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Displaying items by tag: overfishing

#Fishing - Calls from over 175,000 EU citizens to demand an end to overfishing and protection of European waters took place as EU environment ministers gathered in Bulgaria last week.

As the Green News reports, Environmental NGOs, Our Fish, Seas at Risk and WeMove.EU delivered the petition with over 175,000 signatures to Sweden’s Secretary for Environment Per Ängquist.

Environmental campaigners also held a demonstration outside Sofia’s National Palace of Culture where the ministers held their meeting.

The signatories have called on all EU Environment Ministers for more effective implementation of Europe’s water protection legislation and to meet EU’s target of ending overfishing by 2020.

According to recent reports by the New Economics Foundation (NEF), Ireland is one of the worst EU states regarding overfishing in the Atlantic and is undermining global efforts to tackle the issue.

NEF conducts research on sustainable economics and analysing the result of EU marine ministers’ closed-door negotiations for setting fishing quotas.

For more on this story, click here. 

Published in Fishing

#Fishing - A new study points at Ireland has one of Europe’s worst offenders for overfishing, as The Irish Times reports.

The study from the New Economics Foundation was based on the outcomes of EU fisheries negotiations, evaluating total allowable catches, or TACs, against the prevailing scientific advice.

And it found that Ireland “topped the league table” for setting or advocating for quotas above what was deemed sustainable by experts. 

That’s according to the report’s author Griffin Carpenter, who added that this practice “harms the environment, is short-sighted politics, and goes against the objectives of the CFP.”

Ireland joined the UK, Netherlands and Denmark among the “worst offenders in terms of the total tonnage of [total allowable catch] set above advice”, according to the report.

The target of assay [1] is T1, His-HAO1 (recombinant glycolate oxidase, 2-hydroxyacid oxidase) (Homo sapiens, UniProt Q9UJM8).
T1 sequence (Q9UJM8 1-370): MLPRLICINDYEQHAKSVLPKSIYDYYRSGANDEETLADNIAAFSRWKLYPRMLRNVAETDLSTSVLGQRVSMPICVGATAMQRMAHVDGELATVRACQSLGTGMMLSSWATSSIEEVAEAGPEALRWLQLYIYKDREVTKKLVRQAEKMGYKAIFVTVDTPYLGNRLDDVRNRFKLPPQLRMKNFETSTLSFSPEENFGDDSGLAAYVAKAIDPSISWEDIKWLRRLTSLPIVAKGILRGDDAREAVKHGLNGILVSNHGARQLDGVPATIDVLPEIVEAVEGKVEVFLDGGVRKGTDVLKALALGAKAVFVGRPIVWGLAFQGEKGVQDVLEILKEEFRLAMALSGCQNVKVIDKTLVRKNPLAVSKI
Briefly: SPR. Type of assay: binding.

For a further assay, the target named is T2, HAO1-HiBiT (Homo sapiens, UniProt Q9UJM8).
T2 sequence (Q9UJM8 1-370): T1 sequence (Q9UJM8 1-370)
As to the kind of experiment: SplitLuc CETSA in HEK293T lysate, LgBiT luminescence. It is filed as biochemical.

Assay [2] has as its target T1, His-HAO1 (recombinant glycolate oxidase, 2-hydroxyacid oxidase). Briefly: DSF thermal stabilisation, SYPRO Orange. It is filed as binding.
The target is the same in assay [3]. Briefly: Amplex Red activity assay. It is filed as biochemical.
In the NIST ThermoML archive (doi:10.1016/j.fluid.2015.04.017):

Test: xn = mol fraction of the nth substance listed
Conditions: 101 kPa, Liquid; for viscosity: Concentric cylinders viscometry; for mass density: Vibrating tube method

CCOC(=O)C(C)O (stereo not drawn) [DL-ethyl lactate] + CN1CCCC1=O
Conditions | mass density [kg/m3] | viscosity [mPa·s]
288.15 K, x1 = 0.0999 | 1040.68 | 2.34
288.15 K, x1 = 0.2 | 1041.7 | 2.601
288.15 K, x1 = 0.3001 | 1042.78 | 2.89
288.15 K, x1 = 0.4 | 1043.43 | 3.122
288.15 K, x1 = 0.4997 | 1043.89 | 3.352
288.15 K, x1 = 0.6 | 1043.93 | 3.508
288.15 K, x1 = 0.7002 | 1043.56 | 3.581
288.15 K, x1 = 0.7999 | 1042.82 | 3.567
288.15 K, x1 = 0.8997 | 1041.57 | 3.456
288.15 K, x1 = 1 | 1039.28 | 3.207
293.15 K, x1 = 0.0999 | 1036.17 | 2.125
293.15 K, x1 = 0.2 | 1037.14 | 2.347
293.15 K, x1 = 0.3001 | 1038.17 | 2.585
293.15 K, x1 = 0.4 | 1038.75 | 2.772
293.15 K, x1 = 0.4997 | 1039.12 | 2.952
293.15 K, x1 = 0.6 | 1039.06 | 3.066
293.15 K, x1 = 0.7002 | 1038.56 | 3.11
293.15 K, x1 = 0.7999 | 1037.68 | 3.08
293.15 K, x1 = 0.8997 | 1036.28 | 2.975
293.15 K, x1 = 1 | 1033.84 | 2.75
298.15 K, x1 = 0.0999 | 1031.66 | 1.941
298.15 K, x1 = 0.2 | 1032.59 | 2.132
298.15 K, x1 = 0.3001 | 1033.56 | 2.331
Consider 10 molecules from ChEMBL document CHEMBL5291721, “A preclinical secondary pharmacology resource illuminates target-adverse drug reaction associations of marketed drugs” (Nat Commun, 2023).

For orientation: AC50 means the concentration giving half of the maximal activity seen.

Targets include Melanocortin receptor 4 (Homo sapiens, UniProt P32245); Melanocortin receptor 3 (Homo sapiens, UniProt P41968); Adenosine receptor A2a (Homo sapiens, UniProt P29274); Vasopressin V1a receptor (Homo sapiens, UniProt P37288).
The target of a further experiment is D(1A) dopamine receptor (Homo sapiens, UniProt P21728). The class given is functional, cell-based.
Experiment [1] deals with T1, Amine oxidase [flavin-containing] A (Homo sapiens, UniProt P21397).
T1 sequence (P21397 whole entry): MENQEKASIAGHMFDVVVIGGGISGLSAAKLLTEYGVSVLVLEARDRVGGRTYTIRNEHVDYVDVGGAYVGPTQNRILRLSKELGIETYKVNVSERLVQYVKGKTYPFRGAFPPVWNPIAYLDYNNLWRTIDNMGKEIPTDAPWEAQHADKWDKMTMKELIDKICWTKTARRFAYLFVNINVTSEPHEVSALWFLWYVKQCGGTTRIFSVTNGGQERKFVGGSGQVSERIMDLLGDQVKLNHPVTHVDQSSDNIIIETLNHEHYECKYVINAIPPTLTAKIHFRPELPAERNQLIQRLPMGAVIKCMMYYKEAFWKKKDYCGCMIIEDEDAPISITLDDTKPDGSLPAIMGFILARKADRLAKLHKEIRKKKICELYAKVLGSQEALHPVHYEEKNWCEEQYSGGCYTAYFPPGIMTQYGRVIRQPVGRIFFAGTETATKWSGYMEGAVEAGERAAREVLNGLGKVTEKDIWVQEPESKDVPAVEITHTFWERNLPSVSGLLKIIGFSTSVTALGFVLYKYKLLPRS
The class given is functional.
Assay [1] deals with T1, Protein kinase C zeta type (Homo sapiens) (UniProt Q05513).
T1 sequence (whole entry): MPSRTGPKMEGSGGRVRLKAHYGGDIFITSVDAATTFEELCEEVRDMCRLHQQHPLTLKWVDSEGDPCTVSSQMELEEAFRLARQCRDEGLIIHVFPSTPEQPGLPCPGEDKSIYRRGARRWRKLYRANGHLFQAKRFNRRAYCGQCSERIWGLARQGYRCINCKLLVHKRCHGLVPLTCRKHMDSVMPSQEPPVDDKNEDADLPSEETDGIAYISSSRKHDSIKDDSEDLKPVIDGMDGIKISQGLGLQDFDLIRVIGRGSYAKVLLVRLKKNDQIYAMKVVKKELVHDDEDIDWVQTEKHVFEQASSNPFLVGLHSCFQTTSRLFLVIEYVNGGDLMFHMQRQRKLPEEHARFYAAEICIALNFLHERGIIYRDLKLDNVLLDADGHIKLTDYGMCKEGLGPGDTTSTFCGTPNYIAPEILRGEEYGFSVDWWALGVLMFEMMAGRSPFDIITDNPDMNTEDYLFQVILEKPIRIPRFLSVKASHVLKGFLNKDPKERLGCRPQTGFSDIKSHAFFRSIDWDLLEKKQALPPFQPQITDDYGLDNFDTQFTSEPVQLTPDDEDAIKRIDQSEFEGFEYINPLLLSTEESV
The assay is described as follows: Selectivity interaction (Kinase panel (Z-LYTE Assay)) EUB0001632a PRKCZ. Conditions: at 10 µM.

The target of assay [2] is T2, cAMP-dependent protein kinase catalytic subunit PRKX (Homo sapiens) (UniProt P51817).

Birdwatch Ireland agreed with the study’s findings, lambasting Ireland as “among the most environmentally irresponsible fisheries nations in Europe” and warning of a catastrophe for the industry when the deadline to end overfishing under the CFP approaches in less than two years’ time.

The Irish Times has more on the story HERE.

Published in Fishing

#CFPreform - RTÉ News reports that up to 200 conservation groups in Ireland and abroad have written to Marine Minister Simon Coveney and his EU counterparts urging his support for an end to overfishing in European waters by 2015.

The groups claim that mismanagement of EU fisheries under the Common Fisheries Policy has resulted in significant overfishing, particularly in the Mediterranean where as much as 80% of fish stocks are fished far beyond sustainable levels.

As previously reported on Afloat.ie, Minister Coveney - who is President of the European Council of Fisheries Ministers - welcomed a vote in February on a reform agenda for the CFP, which has been prioritised for delivery by the Irish EU presidency before the six-month term concludes at the end of June.

Published in Fishing
The Government's proposals to lift the ban on commercial bass fishing has raised the ire of at least one letterwriter to The Irish Times.
Guy Pitcher writes in today's newspaper that "the commercial ban has saved this very slow-growing species from otherwise over-exploitation and ruin for decades to come".